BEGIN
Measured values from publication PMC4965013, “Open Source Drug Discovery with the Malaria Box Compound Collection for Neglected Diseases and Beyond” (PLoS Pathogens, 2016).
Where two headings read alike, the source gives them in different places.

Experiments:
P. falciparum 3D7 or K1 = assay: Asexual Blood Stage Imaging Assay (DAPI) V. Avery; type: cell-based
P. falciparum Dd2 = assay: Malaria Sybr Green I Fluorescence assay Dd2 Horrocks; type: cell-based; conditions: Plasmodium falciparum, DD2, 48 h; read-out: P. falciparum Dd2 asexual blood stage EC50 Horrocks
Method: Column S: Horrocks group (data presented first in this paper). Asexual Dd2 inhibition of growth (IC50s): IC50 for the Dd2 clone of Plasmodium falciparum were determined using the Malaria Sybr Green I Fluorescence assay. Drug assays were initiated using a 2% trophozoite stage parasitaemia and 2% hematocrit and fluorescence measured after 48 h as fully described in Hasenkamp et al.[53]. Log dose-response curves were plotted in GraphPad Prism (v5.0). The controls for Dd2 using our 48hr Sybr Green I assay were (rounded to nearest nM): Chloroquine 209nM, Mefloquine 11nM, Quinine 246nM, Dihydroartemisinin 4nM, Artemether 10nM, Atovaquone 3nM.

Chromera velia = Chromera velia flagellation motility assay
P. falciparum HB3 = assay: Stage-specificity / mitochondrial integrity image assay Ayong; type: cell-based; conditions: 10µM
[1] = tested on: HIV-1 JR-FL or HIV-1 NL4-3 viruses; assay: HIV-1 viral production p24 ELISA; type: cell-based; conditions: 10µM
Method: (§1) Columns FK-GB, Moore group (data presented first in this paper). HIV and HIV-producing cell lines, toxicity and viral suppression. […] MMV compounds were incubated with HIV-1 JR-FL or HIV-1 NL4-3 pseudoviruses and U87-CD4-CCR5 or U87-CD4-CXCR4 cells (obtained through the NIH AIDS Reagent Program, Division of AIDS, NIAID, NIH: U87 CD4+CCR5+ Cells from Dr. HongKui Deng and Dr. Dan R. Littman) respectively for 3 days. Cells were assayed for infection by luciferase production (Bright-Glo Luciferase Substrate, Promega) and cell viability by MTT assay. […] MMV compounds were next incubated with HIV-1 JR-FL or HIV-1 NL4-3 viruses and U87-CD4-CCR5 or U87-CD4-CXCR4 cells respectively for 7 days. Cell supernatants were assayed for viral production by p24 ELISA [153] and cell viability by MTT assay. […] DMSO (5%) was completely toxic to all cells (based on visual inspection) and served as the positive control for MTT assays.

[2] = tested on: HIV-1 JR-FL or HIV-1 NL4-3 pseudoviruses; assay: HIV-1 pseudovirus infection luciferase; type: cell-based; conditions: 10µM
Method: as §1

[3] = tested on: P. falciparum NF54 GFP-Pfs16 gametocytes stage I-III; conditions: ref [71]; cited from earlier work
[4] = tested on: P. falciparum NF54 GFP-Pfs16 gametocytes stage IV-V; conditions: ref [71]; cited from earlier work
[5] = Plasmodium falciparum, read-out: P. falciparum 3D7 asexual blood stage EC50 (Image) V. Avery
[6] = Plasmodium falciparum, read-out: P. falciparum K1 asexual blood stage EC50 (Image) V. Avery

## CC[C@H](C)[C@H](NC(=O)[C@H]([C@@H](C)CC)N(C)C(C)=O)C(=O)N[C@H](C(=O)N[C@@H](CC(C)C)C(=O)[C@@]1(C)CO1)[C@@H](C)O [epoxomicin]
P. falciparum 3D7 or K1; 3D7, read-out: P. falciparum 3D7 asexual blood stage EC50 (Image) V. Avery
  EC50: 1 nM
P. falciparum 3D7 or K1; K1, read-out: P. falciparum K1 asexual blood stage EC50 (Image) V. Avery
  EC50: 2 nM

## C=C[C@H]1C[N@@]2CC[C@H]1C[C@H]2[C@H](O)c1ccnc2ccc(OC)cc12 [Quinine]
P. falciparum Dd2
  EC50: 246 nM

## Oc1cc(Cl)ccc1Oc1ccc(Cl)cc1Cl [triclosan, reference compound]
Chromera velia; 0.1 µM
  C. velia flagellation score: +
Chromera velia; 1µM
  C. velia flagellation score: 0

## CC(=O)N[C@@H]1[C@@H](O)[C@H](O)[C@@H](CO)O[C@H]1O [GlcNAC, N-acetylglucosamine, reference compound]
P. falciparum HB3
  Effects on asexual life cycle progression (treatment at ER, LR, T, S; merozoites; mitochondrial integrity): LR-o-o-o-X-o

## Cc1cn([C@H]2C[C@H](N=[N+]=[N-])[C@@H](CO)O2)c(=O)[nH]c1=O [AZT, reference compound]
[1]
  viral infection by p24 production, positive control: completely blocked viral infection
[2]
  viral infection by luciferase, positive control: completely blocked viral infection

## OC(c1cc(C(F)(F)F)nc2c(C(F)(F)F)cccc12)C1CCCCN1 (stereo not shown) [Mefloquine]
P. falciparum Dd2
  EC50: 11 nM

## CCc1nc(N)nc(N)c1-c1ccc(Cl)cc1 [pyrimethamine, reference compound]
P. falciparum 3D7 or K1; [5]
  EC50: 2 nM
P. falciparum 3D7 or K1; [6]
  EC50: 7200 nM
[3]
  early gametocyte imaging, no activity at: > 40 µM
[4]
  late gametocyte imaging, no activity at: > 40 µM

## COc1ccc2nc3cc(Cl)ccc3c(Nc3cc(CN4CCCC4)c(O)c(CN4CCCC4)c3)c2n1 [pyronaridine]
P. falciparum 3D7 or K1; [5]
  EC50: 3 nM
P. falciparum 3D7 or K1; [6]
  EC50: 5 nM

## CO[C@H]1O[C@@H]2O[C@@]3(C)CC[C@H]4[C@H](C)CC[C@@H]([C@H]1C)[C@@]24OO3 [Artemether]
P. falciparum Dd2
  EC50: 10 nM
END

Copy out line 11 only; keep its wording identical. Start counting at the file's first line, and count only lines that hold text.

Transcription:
[2] = tested on: HIV-1 JR-FL or HIV-1 NL4-3 pseudoviruses; assay: HIV-1 pseudovirus infection luciferase; type: cell-based; conditions: 10µM